Sunday, June 14, 2009

Reluctant Queen

In the 1985 film Lady Jane, Helena Bonham Carter plays doomed queen Lady Jane Gray. Poor Jane is happily absorbed in her books when the scheming Duke of Northumberland decides that Jane, 5th in line for the throne, would make a fine match for his youngest son, the drunken and carousing Guilford. Jane objects, and is beaten by her harridan of a mother, and would likely never have agreed unless her cousin, the doomed King Edward VI, talked her into the match. She is unimpressed when she first meets her betrothed, and his behavior at the wedding dinner dose nothing to reassure her.

However, once the two teenagers embark on their married lives away from their families, they fall in love (well, they did in the film at least). Once King Edward VI dies, Jane and Guilford are called back to London, where to Jane's horror, she is crowned Queen. Eventually persuaded by her husband, Jane soon decides to use her new found power to reform the country. This is where, for me, the film really broke down. Her ideas were decidedly 20th century: giving land to the peasants, clearing out her closet and donating her gowns to the poor, starting schools where children will be taught with love and not beaten, and so on.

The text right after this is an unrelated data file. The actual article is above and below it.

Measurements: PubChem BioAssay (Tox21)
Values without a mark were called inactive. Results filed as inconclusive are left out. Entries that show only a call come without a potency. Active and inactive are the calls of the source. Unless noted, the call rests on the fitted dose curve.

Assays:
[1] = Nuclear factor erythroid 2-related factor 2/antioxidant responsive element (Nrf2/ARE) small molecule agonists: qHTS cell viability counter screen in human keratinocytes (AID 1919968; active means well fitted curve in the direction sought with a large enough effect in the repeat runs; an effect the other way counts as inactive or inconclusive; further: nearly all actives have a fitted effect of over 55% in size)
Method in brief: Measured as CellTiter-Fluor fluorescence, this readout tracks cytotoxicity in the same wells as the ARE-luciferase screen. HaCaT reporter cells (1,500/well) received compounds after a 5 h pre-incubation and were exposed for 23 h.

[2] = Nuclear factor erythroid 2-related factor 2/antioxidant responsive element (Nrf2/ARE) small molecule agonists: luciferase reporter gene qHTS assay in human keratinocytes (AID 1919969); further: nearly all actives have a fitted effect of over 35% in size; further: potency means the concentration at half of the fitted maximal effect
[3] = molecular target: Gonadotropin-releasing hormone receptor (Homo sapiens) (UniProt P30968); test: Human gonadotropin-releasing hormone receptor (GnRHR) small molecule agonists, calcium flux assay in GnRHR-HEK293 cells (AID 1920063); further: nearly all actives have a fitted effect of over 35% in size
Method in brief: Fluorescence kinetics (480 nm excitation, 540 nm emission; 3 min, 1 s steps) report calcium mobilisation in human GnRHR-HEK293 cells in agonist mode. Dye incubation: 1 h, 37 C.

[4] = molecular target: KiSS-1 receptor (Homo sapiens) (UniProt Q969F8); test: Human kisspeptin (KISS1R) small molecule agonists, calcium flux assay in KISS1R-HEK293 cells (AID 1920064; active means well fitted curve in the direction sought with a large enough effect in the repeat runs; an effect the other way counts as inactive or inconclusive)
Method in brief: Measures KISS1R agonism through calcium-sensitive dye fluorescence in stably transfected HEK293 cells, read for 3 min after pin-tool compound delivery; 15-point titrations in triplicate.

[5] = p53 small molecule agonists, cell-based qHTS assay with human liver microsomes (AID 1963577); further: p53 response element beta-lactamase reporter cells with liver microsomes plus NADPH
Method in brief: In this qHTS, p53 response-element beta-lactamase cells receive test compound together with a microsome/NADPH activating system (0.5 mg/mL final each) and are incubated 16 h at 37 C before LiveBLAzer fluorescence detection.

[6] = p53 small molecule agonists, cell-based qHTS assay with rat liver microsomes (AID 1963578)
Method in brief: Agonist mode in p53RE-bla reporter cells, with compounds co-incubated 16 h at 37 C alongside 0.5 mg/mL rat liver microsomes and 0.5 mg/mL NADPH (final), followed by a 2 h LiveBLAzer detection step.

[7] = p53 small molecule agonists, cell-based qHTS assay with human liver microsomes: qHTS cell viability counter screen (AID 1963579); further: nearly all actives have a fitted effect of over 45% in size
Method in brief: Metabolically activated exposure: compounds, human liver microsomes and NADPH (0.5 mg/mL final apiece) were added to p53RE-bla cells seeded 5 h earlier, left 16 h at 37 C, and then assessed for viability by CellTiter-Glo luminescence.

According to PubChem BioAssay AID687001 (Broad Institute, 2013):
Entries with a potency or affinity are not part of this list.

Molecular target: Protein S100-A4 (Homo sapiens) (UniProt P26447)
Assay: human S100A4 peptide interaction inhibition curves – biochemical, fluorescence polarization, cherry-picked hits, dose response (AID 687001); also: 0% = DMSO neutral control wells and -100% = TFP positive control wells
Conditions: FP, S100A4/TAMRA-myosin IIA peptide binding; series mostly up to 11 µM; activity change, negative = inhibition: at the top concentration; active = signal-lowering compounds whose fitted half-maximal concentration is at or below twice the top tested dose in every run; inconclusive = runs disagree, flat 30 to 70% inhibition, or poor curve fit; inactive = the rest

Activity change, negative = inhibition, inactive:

Naturally, that state of affairs can't go on forever, and so after a rule of only 9 days, poor Jane is removed from the throne and tossed into the Tower of London. Her Catholic cousin, Mary, meanwhile takes over the crown. Jane's father, however, won't let things lie, and continues to try to stage a rebellion which will return Jane to the throne. This doesn't sit will with Mary, or the Spanish ambassador (who is attempting to arrange Mary's marriage to a Spanish prince), so the threat of Jane and Guilford must be eliminated.

Apparently, although many of the events in the story are not entirely accurate, the execution scene involving Jane is. After being blindfolded, Jane is told to put her head on the block, but she is unable to find it and cries out.

The costumes and scenery are beautiful, and the youthful Helena Bonham Carter and Cary Elwes (the Princess Bride was still a few years off) are very good in their roles. Even if the love story and other historical events weren't entirely accurate, the film is a nice introduction to a turbulent time in British history.

Final Verdict for Lady Jane: Three Gherkins, for being a visually impressive, if somewhat fanciful retelling of the life of Lady Jane Gray

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